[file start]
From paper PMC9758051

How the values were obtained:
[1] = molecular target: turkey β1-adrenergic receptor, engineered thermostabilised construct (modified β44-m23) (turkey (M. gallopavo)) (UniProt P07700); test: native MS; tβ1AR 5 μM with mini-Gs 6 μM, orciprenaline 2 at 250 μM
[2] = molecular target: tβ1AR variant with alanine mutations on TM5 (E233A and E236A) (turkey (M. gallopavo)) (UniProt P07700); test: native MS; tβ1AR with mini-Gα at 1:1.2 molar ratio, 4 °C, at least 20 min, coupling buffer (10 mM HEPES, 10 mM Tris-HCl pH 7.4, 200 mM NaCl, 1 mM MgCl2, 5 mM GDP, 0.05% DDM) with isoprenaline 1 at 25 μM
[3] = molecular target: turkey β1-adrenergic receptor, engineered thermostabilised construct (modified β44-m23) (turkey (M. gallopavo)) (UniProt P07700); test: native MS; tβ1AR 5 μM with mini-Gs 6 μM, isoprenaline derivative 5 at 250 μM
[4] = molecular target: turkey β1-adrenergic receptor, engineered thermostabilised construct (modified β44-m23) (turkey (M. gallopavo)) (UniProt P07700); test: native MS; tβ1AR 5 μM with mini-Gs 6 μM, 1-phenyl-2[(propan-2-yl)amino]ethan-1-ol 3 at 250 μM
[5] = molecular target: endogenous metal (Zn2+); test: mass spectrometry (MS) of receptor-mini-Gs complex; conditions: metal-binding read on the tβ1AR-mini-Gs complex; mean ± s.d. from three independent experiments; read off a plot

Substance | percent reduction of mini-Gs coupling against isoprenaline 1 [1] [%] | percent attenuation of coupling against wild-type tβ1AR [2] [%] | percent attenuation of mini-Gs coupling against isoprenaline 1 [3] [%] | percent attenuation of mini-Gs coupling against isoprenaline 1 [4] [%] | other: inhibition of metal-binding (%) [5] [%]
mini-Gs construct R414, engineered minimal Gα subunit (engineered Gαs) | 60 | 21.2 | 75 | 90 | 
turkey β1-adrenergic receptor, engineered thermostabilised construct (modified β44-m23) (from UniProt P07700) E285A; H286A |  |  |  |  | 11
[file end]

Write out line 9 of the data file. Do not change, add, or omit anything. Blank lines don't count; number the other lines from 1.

mini-Gs construct R414, engineered minimal Gα subunit (engineered Gαs) | 60 | 21.2 | 75 | 90 | 